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Here's What You Should Know If You're Pregnant and Diabetic

Here's What You Should Know If You're Pregnant and Diabetic

Diabetes is a disorder of insulin production and utilization. Your body produces insulin in your pancreas, then uses it to transport dietary sugars from your bloodstream into your cells, which convert the sugar to energy. 

When you have diabetes, though, either you don’t produce enough insulin or your body can’t use it. Instead of fueling your cells, the excess sugars circulate throughout your bloodstream, causing damage to your blood vessels and the tissues that they serve. Diabetes raises your risk for cardiovascular disease, neuropathy, and Alzheimer’s disease.

Whether you have Type 1 diabetes, Type 2 diabetes, or developed gestational diabetes, the steps you must take to keep yourself and your baby safe are the same. Luckily, they’re the same steps you must take to improve your overall health, too.

At Modern Wellness Clinic in Las Vegas, Nevada, our team of providers are expert at diagnosing and managing all types of diabetes. If you’re pregnant, the following tips help you have a healthy and uneventful delivery.

You have a high-risk pregnancy

Being pregnant with diabetes puts you and your baby into a new category. Even if you’re otherwise healthy, you’re now considered to have a “high risk pregnancy.” That means we take extra care of you and your baby to ensure a healthy delivery.

More than ever, you must keep all of your prenatal appointments. You have to see us and your OB/GYN more regularly than you would if you didn’t have diabetes. We help monitor your blood sugar and may prescribe insulin to keep it stable.

You really are eating for two

Your diabetes doesn’t just affect your own health. If your blood sugar is too high, that affects your baby’s development, too. Uncontrolled diabetes during pregnancy can lead to complications for your baby, such as:

It’s more important than ever to pay attention to what you eat and how much you eat, too. Overindulging because you’re “eating for two” can worsen your diabetes. Instead, consider how your diet affects your baby.

If you started your pregnancy at a normal weight you should only gain 25-35 pounds by your ninth month. If you started as overweight or obese, don’t gain more than 15-25 pounds total. 

In fact, if you’re currently obese, both you and your baby benefit from losing fat through healthy eating and exercise. We may recommend medically assisted weight loss to control your diabetes and ensure that your baby gets the most and best nutrition possible.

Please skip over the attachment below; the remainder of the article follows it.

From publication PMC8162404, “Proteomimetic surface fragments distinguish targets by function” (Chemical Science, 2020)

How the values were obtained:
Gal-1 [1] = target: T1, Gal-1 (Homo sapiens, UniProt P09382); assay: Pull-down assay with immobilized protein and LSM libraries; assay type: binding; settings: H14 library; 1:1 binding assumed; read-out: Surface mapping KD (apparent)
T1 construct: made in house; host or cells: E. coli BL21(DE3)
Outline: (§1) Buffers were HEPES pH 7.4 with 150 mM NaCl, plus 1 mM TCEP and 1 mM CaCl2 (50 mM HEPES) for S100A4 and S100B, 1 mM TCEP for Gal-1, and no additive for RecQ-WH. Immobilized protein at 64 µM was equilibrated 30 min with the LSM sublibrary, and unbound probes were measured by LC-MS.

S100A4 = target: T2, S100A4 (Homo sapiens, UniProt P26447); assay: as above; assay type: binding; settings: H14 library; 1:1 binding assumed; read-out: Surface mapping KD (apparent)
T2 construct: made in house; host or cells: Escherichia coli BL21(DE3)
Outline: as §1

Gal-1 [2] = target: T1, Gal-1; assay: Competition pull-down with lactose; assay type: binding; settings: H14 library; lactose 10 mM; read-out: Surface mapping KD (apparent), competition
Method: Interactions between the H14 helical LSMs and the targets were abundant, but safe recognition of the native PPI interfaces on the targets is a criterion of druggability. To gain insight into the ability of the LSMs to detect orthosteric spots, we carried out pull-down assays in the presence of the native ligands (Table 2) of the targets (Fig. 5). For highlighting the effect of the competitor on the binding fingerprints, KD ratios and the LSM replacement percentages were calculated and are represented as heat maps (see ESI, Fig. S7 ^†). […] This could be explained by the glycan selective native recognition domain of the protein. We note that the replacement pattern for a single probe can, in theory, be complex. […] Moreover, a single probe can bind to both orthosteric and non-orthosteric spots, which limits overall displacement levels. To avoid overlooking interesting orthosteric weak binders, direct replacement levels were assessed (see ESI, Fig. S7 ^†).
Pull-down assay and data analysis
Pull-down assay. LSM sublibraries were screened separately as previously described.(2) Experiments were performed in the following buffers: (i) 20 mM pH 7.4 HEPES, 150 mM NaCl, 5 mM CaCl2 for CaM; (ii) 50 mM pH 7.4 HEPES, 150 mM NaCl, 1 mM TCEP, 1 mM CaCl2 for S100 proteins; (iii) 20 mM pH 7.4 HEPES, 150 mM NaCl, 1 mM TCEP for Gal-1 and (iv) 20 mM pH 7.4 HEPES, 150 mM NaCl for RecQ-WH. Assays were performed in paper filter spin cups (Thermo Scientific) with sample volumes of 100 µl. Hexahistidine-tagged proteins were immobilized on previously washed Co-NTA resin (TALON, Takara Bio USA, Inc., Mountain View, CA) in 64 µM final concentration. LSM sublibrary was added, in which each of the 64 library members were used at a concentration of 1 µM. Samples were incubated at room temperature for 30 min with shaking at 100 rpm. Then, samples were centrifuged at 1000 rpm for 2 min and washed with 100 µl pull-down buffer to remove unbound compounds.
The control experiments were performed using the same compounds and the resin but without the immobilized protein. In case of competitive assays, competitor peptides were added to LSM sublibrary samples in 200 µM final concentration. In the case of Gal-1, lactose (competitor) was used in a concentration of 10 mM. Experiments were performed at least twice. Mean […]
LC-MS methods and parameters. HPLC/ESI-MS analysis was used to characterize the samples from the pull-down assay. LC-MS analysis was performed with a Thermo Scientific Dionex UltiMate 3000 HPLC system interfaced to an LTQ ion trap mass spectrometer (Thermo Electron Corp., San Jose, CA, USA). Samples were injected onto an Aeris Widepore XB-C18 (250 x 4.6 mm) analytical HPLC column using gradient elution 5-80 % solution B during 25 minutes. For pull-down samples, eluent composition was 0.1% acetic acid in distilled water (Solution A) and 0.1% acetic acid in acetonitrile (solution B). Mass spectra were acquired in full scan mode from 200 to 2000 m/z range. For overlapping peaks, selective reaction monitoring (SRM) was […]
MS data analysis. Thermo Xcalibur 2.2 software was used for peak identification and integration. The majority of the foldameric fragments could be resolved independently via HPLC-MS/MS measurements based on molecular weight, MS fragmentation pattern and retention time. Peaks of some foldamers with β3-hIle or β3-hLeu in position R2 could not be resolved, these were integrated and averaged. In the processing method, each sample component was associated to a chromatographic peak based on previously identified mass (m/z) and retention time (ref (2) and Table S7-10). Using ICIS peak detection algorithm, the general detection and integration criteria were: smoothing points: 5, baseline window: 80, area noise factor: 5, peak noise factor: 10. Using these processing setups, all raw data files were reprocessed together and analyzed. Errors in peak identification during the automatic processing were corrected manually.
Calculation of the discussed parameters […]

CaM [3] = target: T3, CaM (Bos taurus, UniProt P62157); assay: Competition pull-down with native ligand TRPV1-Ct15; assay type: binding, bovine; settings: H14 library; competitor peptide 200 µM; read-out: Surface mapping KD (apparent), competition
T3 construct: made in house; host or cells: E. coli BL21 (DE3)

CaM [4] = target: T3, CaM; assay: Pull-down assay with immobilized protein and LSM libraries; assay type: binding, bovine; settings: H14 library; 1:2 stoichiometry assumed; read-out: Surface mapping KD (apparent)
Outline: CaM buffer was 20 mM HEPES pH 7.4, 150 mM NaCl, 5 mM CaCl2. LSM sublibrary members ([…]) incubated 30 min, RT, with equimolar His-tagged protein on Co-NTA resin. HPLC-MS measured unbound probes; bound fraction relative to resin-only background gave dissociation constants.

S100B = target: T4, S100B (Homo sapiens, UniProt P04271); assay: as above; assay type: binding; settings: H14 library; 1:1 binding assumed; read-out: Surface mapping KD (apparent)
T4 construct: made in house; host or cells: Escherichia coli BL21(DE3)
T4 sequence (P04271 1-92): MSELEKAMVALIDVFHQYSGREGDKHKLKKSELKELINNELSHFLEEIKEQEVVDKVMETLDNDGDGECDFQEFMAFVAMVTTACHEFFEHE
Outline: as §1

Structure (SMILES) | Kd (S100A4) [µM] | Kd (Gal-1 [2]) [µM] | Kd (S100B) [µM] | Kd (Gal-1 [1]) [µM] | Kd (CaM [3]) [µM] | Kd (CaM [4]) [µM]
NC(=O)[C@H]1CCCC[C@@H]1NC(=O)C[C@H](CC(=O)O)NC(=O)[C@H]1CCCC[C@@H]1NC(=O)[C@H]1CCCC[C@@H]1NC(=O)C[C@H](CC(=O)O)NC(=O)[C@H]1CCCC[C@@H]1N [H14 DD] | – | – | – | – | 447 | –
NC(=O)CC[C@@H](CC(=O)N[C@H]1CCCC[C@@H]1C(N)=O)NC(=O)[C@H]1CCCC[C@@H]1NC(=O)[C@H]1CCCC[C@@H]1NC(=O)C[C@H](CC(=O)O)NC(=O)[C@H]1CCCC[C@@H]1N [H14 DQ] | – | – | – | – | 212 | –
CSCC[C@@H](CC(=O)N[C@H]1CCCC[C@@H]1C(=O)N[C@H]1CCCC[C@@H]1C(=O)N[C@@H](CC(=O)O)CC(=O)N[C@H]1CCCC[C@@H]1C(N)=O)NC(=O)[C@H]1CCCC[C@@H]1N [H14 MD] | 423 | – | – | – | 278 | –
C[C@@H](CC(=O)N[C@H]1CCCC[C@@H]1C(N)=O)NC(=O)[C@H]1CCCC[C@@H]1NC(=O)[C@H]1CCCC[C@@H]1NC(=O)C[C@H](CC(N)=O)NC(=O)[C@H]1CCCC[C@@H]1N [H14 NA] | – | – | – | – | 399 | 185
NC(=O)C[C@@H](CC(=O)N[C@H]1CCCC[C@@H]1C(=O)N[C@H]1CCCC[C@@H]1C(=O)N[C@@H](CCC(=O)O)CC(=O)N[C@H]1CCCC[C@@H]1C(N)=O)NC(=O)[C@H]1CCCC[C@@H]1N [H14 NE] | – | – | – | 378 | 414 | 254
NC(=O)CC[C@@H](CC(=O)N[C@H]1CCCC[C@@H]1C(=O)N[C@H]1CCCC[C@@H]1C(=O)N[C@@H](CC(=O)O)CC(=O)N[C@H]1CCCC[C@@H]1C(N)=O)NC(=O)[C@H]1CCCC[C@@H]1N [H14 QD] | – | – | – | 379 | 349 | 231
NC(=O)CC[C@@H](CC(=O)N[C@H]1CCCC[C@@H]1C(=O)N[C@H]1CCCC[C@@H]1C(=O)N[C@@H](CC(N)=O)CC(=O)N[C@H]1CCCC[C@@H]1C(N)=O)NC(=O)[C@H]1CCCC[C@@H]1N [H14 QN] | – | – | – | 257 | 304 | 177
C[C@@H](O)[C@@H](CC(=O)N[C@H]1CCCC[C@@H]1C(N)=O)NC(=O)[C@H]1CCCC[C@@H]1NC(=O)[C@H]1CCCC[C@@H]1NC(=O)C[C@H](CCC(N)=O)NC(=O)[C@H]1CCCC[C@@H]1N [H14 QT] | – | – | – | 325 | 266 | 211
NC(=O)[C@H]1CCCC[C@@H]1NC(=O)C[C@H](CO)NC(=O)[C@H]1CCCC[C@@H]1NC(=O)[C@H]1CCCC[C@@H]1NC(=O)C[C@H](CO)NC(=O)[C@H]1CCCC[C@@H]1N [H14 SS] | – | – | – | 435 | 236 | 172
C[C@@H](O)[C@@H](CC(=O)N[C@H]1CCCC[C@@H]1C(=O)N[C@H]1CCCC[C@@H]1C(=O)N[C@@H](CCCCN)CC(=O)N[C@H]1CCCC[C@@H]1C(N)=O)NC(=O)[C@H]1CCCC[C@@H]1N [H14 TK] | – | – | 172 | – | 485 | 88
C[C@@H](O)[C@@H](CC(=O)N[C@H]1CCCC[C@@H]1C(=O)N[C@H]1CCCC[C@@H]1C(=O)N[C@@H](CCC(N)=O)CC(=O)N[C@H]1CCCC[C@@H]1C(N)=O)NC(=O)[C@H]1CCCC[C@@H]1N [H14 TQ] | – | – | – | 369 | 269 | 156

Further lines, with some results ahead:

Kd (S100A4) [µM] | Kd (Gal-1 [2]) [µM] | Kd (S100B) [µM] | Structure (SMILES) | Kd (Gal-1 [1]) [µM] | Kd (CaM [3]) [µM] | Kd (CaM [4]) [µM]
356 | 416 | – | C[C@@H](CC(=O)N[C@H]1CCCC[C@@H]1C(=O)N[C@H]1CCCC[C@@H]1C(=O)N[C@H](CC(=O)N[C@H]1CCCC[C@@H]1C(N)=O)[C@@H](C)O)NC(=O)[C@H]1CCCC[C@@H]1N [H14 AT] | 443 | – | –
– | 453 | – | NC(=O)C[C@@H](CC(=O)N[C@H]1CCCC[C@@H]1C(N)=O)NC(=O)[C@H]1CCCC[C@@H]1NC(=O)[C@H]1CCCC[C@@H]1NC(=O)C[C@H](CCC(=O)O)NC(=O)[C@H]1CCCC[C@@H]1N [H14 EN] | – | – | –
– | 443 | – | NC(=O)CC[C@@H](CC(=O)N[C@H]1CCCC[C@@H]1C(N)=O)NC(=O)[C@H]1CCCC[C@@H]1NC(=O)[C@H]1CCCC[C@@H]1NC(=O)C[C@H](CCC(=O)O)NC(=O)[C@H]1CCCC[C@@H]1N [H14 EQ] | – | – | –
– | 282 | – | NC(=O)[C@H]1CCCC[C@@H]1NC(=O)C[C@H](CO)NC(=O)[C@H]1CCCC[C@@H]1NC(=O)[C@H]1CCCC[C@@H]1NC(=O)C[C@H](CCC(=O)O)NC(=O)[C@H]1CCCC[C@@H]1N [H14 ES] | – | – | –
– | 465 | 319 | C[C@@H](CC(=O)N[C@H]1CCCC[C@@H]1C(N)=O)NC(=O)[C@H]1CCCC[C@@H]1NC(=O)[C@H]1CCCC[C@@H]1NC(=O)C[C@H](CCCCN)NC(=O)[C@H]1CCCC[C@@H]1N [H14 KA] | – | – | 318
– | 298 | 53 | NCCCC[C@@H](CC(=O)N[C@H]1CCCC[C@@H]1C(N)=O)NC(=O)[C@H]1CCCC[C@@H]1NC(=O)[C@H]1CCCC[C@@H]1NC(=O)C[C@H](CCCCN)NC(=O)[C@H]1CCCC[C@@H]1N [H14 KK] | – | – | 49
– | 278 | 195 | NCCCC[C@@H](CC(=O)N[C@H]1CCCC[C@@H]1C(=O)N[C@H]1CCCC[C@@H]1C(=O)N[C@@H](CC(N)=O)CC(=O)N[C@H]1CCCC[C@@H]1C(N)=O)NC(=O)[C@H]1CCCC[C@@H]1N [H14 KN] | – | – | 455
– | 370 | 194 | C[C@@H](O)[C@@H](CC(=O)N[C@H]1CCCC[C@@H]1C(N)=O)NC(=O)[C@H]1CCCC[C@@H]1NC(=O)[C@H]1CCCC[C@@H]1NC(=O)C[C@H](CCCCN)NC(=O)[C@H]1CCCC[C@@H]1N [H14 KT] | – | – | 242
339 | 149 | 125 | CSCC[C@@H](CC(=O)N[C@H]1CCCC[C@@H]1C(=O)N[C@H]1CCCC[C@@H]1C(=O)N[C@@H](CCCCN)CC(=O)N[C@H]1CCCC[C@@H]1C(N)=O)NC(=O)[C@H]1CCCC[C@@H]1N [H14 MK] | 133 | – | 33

Choose the healthiest possible foods

You wouldn’t give your baby a bottle of soda, or feed them Nutella straight from the jar. When you’re pregnant, you’re feeding your baby the same foods that you eat. So now’s the time to make the changes that benefit your baby now and will keep you both healthy over the long term.

Cut out:

But don’t worry about feeling deprived. Load up your plate with healthy foods that are dense with both nutrients and flavors, such as:

Use the USDA’s MyPlate website and app to learn how to create delicious, appealing, nutritious meals. The app also helps you locate well-priced whole and fresh foods in your local supermarket. 

Kick it up

Your baby is probably busy kicking you, or soon will be. It’s a human need to stay active and use your muscles. That goes for you, too. 

If you've been sedentary for a while, pregnancy is the perfect time to start adding activity back into your life. We work with you to custom-design a fitness program that takes into consideration your current abilities and gradually adds in more and varied types of exercise and movement. Try:

Aim for at least 30 minutes of brisk, heart-pumping exercise every day. 

Track your sugar

We monitor your blood sugar during your regular appointments with us. However, you should keep track too and let us know if anything changes. You should aim for a blood sugar reading of:

We may prescribe insulin to control your blood sugar if it’s too high.

If you’re pregnant with diabetes, get the care you and your baby need by contacting our office by phone at 702-463-9159. You can also use our online booking form.

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